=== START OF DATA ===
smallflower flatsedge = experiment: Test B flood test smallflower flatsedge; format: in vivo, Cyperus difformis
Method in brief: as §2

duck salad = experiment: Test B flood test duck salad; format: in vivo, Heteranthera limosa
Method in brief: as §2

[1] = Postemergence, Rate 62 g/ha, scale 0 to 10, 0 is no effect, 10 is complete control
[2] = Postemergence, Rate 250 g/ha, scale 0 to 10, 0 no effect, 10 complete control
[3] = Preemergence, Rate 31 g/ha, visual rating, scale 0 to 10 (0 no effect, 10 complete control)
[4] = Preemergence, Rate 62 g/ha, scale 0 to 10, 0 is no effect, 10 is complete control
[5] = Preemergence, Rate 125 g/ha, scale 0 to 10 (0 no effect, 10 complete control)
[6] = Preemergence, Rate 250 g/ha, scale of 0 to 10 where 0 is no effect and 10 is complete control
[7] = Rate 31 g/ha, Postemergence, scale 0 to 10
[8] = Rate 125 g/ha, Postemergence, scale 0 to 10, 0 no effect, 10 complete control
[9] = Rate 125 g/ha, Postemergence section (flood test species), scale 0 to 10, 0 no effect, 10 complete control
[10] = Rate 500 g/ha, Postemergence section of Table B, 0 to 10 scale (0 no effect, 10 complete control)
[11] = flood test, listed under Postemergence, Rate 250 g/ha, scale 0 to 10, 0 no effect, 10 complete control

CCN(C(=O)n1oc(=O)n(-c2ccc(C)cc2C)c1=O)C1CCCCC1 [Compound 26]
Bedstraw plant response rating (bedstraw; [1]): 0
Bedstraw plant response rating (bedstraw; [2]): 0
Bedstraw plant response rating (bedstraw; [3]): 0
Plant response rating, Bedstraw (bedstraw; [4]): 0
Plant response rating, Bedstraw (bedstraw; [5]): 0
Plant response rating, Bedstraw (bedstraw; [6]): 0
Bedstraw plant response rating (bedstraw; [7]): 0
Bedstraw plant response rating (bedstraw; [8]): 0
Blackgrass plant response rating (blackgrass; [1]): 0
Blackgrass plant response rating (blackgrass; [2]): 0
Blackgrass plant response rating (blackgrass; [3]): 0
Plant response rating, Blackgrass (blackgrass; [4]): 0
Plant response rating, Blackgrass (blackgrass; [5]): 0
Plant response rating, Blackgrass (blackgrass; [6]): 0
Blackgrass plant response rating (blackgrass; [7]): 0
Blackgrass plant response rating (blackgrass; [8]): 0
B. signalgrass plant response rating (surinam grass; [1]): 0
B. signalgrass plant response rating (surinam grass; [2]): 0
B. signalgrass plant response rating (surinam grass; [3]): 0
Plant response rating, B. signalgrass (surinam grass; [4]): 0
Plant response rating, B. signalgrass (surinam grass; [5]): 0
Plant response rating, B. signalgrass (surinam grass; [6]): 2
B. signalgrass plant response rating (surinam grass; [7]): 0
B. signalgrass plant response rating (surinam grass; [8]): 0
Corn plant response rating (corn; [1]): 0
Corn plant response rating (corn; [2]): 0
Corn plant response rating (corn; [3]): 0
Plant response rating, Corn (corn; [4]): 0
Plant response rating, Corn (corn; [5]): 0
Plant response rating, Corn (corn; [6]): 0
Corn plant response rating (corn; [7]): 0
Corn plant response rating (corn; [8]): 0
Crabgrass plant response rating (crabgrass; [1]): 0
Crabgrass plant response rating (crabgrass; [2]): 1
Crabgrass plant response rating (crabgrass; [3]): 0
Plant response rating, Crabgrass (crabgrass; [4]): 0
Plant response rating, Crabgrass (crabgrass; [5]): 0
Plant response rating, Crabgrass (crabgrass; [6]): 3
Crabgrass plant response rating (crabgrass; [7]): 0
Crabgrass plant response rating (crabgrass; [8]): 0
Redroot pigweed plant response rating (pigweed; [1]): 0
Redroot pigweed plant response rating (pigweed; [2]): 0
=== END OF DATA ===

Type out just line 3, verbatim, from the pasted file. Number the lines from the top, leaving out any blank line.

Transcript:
duck salad = experiment: Test B flood test duck salad; format: in vivo, Heteranthera limosa